You raise a very important point regarding critical questions on judgement. When I present this model in workshops, I always suggest that the plan itself is an opportunity for engagement and discussion between all stakeholders. It’s very easy for those in positions of power to make assumptions about others’ capacity and willingness to contribute without even realising it. I agree that critical questions to help us reflect on decision-making and acknowledge our position are very useful.
      Thanks again.
      Michelle

  2. Thanks Michelle,

    this is a great resource to have and its simplicity is very attractive!

    From my limited experience, particularly on projects that last years, there is a tendency for stakeholder participation to change throughout the lifespan of the project which means initial decisions made on the degree of participation in projects have the potential to vary. Do you update this framework as projects/staff/participation change? or is this something you use upfront in planning stages to get everyone on the same page in regard to their shared roles and degree of input? I’d be interested to hear how you use this framework over the lifespan of a project

    Thanks for a great article
    Dena

    • Hi Dena
      Glad you like the framework and its simplicity. We consider it under a process of continual development but always focus on keeping it simple and easy to apply.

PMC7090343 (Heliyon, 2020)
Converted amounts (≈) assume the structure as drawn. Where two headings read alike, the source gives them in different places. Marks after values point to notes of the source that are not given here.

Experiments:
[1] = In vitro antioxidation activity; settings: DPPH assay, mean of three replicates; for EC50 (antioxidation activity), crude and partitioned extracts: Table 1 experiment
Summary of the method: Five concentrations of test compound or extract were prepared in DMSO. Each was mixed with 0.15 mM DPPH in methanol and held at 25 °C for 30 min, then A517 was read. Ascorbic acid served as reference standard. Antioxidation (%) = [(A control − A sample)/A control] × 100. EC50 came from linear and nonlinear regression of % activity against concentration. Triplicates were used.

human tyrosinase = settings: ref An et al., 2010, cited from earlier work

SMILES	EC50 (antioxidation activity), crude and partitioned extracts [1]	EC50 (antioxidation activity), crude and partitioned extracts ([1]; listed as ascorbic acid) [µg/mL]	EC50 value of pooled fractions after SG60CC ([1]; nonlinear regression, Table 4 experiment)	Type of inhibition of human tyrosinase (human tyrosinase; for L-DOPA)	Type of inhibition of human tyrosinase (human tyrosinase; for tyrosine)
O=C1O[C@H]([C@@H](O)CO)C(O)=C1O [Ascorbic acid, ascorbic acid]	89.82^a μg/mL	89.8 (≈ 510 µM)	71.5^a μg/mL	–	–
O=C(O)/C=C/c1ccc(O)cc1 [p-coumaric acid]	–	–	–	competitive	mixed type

When I use the framework in workshops to help people kickstart their engagement and participation processes, I usually present it as a planning tool for the design stages. This is mainly to encourage thinking about engagement early. Too often, people still try to “add on” stakeholder engagement and participation after much of the research project is already set in place. This makes it harder to plan and also gets collaboration off to a poor start.
      However, you’re quite right that participation usually changes across the lifespan of projects. I don’t see the completed matrix as fixed or prescriptive. The framework provides a means to break things into manageable parts, but just as research projects are fluid, so is the matrix. As work progresses, it’s good to revisit what was originally planned and update the matrix. It’s also a useful tool for evaluating what happened with your engagement and participation at the end of projects.
      Thanks for your input.
      Michelle

    • Thanks for your feedback Ricardo. If you decide to try it out, keep the conversation going here on how it works out.